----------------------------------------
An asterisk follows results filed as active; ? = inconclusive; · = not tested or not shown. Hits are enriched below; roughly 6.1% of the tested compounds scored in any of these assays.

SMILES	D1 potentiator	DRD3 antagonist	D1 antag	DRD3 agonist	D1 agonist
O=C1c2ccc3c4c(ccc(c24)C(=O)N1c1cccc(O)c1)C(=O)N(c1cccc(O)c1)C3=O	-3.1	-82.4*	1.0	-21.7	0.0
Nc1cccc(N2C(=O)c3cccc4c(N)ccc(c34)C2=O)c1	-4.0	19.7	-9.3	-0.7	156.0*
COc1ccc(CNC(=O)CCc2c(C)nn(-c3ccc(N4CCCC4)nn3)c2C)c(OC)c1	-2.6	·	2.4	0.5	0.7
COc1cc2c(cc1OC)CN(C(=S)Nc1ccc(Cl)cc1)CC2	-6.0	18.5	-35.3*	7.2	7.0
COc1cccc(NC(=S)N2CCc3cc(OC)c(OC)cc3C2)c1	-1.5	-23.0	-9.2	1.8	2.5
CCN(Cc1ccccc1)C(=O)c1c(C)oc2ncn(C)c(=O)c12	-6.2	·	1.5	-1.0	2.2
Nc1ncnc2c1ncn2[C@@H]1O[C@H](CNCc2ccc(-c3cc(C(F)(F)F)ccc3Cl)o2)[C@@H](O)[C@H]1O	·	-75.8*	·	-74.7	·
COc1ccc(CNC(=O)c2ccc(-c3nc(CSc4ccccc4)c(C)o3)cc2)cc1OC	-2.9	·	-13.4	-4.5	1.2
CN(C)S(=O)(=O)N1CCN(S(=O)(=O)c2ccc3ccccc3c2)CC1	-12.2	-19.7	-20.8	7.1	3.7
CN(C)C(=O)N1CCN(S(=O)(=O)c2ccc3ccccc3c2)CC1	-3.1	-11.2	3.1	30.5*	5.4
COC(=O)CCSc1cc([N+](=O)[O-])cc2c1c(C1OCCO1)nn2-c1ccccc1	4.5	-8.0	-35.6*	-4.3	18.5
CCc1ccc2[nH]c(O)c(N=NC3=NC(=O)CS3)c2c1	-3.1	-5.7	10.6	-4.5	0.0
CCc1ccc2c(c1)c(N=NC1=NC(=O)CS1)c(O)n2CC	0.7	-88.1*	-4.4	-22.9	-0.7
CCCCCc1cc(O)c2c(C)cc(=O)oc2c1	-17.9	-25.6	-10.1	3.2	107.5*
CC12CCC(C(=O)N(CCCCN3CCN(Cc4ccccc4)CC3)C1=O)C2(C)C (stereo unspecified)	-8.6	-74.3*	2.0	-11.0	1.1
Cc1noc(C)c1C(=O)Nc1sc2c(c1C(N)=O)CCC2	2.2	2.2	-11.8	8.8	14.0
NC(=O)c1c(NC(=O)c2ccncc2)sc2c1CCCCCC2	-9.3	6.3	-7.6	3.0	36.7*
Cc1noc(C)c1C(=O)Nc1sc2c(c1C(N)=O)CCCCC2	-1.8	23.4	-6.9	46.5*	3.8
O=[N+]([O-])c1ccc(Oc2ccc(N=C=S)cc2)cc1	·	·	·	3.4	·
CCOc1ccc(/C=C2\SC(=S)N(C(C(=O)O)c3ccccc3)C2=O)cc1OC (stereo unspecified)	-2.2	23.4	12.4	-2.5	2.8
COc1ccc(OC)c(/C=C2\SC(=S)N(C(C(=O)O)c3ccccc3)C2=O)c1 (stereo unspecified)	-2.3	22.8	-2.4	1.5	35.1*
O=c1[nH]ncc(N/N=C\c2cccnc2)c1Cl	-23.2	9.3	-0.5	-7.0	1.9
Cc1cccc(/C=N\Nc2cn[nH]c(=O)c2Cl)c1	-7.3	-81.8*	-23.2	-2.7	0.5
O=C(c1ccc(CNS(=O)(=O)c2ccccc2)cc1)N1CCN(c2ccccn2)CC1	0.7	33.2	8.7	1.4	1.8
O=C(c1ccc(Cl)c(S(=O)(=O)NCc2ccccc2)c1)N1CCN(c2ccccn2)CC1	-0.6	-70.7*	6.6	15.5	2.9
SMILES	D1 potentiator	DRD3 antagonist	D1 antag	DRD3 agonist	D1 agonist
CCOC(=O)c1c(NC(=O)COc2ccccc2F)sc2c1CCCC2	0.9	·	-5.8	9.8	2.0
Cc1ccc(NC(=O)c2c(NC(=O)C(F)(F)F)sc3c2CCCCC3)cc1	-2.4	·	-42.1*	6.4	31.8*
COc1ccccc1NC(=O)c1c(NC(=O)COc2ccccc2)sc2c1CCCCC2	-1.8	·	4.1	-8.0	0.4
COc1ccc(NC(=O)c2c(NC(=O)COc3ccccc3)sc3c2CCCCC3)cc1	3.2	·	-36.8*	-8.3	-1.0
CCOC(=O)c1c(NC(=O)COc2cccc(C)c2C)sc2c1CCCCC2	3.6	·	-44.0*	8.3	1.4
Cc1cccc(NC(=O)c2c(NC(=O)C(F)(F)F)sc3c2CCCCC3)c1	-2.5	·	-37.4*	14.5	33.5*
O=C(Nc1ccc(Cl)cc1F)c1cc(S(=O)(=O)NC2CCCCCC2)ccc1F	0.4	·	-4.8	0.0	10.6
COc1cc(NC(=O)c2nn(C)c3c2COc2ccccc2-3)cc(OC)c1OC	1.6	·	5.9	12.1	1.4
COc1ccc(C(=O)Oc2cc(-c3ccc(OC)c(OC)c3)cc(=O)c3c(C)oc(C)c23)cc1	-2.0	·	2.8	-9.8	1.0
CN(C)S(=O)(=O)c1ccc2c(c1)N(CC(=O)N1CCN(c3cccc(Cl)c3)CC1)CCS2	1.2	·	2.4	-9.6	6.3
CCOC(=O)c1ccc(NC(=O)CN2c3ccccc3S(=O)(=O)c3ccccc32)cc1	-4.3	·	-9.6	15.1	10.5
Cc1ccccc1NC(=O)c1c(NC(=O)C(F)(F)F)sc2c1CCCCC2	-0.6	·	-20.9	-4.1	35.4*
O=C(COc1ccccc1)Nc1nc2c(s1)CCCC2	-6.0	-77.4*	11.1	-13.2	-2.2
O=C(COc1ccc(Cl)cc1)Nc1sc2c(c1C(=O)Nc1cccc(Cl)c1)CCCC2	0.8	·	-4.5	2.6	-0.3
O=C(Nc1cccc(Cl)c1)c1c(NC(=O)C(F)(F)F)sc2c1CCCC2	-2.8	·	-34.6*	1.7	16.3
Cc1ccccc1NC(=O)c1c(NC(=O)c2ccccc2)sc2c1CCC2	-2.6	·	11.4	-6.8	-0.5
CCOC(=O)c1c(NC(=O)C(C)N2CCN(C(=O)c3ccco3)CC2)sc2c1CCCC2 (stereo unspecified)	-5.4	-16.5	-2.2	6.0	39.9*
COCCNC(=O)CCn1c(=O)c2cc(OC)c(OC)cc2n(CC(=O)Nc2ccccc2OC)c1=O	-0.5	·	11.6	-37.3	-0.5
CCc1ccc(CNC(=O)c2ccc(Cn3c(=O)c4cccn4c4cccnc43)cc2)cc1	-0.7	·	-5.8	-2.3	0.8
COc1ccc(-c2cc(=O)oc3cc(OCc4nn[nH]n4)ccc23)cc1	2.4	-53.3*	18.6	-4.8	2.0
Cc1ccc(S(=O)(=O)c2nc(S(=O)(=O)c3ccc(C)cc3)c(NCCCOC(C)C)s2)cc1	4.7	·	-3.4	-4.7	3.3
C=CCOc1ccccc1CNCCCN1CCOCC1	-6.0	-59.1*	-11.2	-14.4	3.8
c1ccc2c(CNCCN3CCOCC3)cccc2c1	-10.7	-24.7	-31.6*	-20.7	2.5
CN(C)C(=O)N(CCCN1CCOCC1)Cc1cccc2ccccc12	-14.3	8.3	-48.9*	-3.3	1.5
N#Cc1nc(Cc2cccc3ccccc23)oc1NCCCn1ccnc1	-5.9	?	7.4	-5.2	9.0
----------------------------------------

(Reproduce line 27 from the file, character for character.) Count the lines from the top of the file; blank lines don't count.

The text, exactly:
O=C(c1ccc(Cl)c(S(=O)(=O)NCc2ccccc2)c1)N1CCN(c2ccccn2)CC1	-0.6	-70.7*	6.6	15.5	2.9